About us Univ.-Prof. Dr. med. Andreas Pascher
Anyone in the Münster/Westphalia region who has to deal with diseases of the abdominal organs turns to a name that is well-known in the surrounding area: Münster University Hospital "stands for cutting-edge medicine and is one of the most successful maximum-care providers in the country", as the UKM emphasises. The Northwest German Abdominal Centre, which is affiliated with the Clinic for General, Visceral and Transplant Surgery, enjoys a special reputation. The abdominal centre and clinic are part of the West German Tumour Centre (WTZ), network partner Münster. The clinic, like the centre, is headed by a highly specialised physician who treats all diseases of the liver, pancreas, oesophagus, intestine and stomach with university-level expertise – Univ.-Prof. Dr. med. Andreas Pascher.
The Northwest German Abdominal Centre is considered a pioneering institution for all diseases in the abdominal cavity – and a prime example of contemporary high-performance medicine. When Univ. Prof. Dr. Andreas Pascher became Director of the Department of General, Visceral and Transplant Surgery at Münster University Hospital in 2018, the tradition-rich hospital entered a new era of abdominal surgery. The clinic director brought some new ideas from time he previously spent at the Charité hospital in Berlin.
For Univ. Prof. Pascher, the patients are at the forefront of all medical considerations. This is why he almost always uses minimally invasive surgical techniques even for complex procedures: Whether it is difficult operations on the pancreas or oesophagus, the treatment of liver cancer or stomach surgery – he always makes a point of proceeding as gently as possible on the organs and using his surgical skills to keep the length of people’s stay as short as possible.
Gastrointestinal tract: Trend-setting surgical procedures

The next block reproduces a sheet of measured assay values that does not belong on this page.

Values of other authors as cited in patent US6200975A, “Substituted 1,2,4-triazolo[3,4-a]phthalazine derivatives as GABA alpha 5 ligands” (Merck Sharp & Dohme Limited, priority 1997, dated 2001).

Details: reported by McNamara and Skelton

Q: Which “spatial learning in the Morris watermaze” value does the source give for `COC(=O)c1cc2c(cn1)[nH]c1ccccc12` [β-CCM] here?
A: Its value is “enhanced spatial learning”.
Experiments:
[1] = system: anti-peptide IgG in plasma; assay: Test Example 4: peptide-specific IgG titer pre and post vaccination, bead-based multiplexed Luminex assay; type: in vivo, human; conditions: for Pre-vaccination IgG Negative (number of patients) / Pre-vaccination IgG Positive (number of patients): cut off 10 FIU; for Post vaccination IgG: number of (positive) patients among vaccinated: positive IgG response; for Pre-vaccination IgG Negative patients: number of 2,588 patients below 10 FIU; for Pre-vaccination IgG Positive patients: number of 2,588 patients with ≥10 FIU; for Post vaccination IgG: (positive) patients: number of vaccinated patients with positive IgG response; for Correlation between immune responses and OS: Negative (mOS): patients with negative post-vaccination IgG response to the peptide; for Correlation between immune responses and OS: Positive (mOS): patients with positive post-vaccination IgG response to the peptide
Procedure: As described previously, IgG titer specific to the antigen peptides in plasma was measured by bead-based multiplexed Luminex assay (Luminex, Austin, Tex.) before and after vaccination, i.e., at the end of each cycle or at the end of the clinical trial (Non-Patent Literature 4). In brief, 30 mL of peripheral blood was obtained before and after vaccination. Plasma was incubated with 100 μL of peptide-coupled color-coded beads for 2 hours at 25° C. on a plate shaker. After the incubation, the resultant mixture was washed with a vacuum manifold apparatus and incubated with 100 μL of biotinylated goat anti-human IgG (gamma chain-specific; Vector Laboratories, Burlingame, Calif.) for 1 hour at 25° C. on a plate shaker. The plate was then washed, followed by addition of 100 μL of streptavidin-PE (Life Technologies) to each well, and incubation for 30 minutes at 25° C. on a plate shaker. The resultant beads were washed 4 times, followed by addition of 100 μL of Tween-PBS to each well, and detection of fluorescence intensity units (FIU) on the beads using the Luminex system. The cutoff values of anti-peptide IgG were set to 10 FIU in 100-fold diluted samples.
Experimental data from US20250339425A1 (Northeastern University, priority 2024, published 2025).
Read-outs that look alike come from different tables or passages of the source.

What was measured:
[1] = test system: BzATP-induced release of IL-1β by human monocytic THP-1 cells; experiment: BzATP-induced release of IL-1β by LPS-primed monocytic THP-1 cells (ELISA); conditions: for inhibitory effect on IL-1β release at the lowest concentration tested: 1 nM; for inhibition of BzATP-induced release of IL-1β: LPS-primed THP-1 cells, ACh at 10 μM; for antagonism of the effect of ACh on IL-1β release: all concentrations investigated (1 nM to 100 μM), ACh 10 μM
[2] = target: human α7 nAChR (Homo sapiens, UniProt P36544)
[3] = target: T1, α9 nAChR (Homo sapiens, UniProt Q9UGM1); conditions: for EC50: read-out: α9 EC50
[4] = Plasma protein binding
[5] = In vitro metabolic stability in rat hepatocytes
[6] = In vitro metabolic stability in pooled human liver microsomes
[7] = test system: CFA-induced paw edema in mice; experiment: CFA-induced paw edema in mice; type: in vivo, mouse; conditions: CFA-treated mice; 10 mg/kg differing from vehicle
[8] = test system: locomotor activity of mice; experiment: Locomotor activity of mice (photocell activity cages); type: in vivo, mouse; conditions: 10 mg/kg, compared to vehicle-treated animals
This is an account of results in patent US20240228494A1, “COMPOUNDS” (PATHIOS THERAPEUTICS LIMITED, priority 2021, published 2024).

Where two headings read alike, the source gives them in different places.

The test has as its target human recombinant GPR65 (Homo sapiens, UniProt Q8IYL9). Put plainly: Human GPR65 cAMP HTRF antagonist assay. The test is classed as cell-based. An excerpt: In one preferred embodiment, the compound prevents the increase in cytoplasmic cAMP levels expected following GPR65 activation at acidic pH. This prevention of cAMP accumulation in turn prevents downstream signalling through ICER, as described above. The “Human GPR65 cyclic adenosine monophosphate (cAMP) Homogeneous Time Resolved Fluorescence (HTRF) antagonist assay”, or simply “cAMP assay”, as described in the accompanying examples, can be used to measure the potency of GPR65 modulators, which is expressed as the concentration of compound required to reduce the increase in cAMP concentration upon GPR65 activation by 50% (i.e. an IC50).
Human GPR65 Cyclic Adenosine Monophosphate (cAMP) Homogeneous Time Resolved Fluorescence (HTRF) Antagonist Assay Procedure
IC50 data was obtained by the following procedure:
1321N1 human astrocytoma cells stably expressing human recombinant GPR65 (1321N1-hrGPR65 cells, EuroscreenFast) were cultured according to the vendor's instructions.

People in the Westphalian region benefit from the innovative surgical methods, for which Univ. Prof. Pascher also likes to use robotic support, for a number of reasons. The high level of expertise at the UKM Robotics Centre and the surgical precision achieved as a result lead to improved prognosis and organ protection, as well as a reduction in pain and healing times. Particularly in delicate operations on the oesophagus, liver or pancreas, for example, the sophisticated robot technology acts as an arm-extension for the specialist. The head of the clinic and his team also benefit from navigation aids and assistance systems, which allow him to operate with millimetre precision while setting new standards time and again. The clinic director and his team use gentle surgical techniques for all diseases of the abdominal cavity – both benign and malignant. In the case of cancer, one of Prof. Dr. Andreas Pascher’s other specialities comes into play: He is also considered an absolute luminary in rare tumour diseases of the gastrointestinal tract and one of Europe’s leading surgeons in the field of neuroendocrine tumours. He also has a lot of experience in reconstructive surgery of the abdomen and intestinal rehabilitation. The clinic is one of only a few in Europe to offer a complete visceral transplant programme. Besides liver and kidney, pancreas and intestine are also transplanted. The clinic is also one of the most active clinics in Europe when it comes to researching machine perfusion to preserve and improve post-mortem donated organs before organ transplantation.